The future is cool, right? It’s full of floating advertising boards, foggy neon cities and food replicators, but that’s not what most people are obsessed with. Nope, it’s all about future blood sports, and Bow to Blood: Last Captain Standing is the latest to throw its cap into the futuristic arena. This time out you’re piloting a floating airship/galleon affair, trying to take down other captains with some carefully aimed cannon fire.
So far, so similar to umpteen other games, but where things get really interesting is that you’ve got to do all this while commanding your crew and taking careful control of your ship’s subsystems in order to win the day, while also making bargains and agreements with captains of the other ships in an attempt to make it through unscathed.
You’re aiming to become the Bow to Blood Champion, and to get there you have to win a season in this sci-fi airship sport. Each season consists of seven matches, with a match made up of two events, so you’re looking at fourteen events to work your way through, if you can survive them. In a nice touch for fans of Strictly Come Dancing, the two captains with the fewest points have a chance of a reprieve through voting on who will be ejected. If you’re voted out, that’s it for the season.
Earning points in battle by blowing stuff up in your floaty airship isn’t the only way to stay safe though, as Bow To Blood also offers you the chance to make allies along the way. They might ask you for aid during the opening round as they’re set upon by drones, or come to you with an offer for the final battle, and sharing points might serve you well strategically, or maybe not. You can play into the hideous pirate captain role and blow them all out of the sky while double-crossing them on a deal at the end of the day, but in the long run that might come back to bite you in the unmentionables, especially if you find yourself in one of the final two spots.
While balancing the strategy and nice guy act, you’ll need to be in full control of your airship and there’s a fair bit to controlling it beyond just aiming your cannons at the bad guys. You’ve got two crew members who you’ll need to direct to two of five different ship systems depending on what you’re looking to achieve. Manning the engine slot lets you go faster, while your shields will recharge faster with someone at those controls. Alongside that there’s sensors, drones and weapons, each of which gives you a different advantage. There’s a nice bit of nuance to support the way you play, and while weapons, shields and engines were my main three, I can imagine people switching between them all as the situation demands it.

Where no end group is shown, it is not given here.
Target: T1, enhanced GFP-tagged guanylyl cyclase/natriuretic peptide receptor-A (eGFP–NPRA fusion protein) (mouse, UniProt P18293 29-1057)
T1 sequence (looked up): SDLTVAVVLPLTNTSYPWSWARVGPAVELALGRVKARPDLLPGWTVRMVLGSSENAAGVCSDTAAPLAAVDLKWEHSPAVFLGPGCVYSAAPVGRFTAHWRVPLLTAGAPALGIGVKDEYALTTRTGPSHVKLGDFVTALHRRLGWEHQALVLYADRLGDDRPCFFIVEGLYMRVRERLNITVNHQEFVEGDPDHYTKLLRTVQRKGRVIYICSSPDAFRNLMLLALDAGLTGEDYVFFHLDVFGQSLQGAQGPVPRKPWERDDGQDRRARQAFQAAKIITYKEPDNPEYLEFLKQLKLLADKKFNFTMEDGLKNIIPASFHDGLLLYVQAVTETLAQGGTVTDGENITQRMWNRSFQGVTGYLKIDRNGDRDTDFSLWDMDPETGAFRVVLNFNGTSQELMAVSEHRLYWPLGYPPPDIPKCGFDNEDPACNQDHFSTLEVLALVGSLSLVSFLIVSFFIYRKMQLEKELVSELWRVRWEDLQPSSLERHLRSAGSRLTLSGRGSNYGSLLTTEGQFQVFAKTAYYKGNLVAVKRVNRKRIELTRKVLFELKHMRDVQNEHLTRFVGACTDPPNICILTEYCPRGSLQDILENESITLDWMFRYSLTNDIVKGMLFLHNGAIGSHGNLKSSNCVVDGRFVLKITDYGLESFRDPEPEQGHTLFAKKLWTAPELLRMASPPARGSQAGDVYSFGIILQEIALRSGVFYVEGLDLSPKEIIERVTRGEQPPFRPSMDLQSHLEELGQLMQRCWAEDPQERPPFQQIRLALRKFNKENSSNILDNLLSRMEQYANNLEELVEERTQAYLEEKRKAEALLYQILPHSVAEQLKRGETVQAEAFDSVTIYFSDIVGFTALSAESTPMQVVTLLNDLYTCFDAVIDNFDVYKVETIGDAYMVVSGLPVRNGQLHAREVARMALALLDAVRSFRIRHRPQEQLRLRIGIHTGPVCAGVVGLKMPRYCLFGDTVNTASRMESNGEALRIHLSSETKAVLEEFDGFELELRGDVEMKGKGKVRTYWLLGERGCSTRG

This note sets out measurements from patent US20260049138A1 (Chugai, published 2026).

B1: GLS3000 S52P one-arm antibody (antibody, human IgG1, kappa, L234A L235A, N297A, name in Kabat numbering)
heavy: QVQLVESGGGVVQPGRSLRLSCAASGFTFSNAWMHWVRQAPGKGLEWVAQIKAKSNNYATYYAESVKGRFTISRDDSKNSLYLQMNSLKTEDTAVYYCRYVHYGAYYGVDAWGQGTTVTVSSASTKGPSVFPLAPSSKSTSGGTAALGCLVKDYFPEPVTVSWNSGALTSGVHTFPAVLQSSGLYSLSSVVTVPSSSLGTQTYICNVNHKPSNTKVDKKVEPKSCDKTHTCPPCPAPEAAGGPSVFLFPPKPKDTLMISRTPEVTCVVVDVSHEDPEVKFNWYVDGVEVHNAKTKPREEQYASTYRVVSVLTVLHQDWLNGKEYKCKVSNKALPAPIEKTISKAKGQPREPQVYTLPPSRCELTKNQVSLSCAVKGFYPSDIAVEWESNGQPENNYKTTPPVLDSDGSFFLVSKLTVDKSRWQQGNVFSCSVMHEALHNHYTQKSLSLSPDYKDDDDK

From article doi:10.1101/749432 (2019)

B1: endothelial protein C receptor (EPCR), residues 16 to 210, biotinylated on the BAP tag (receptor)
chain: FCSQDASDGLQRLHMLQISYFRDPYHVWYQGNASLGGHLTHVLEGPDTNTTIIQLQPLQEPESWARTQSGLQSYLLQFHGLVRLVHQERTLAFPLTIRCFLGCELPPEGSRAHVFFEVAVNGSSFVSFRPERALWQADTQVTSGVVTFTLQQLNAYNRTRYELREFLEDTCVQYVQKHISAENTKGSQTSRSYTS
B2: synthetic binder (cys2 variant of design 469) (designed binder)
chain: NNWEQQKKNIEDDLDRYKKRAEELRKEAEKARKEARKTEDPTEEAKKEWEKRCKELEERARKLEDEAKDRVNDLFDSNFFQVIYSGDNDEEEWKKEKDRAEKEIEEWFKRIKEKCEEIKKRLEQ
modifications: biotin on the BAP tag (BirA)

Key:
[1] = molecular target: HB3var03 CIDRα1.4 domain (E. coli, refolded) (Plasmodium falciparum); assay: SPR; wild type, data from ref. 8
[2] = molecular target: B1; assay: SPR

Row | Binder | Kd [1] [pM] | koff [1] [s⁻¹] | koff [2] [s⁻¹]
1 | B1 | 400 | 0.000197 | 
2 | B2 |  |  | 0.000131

On top of that you’ve got a batch of special abilities which you also want to take advantage of. You’ve got a finite supply of charged slots and you need to choose where you want to place them. There’s four abilities: a turbo boost, an overshield, a smart drone or more powerful weaponry. You might want a super strong overshield, do away with the boost and have the option of a weak smart drone and extra weaponry or any variation that you choose. There’s a great deal of variety to be found in both systems, but to be honest my biggest problem was remembering the controls that activated each one. I got there eventually, but there was surely a better way for them to be mapped/displayed so that you could stay on top of it, especially when you’re trying to pilot your ship.
There’s a real Firefly/Serenity vibe to the sci-fi setting, and I was immediately drawn in but this. There’s not much in the way of narrative save for what the charismatic announcer is nattering about, but there doesn’t particularly need to be for this type of game. You do get a sense of the other captains along the way though, not least from vid-call conversations with them in-between matches, and this is a world I’d happily spend more time with.
Bow To Blood: Last Captain Standing has an impeccable sense of style, and the chunky visuals look great whether you’re playing on a TV or on the Switch’s screen. You can see the game’s VR heritage at play – Bow to Blood released on PSVR last year – but the art style is strong enough to work no matter what. There’s the odd performance hiccup on Switch, but when you’re in the thick of battle you won’t notice it at all. The music really adds to the setting as well, with an atmospheric country/synth mash-up that works surprisingly well.
Things didn’t start well mind you, as when I first set off in my ship I discover that the analogue control sticks on the Switch’s Pro Controller weren’t doing anything. It turns out that the game seemingly doesn’t support it at launch, but it will be patched in. The difference between playing with a Pro Controller and the Joy-Con in a grip is like night and day for me. Beyond that, and despite the game’s origins as a VR game, this is a sci-fi battler that will likely draw you in without too much trouble.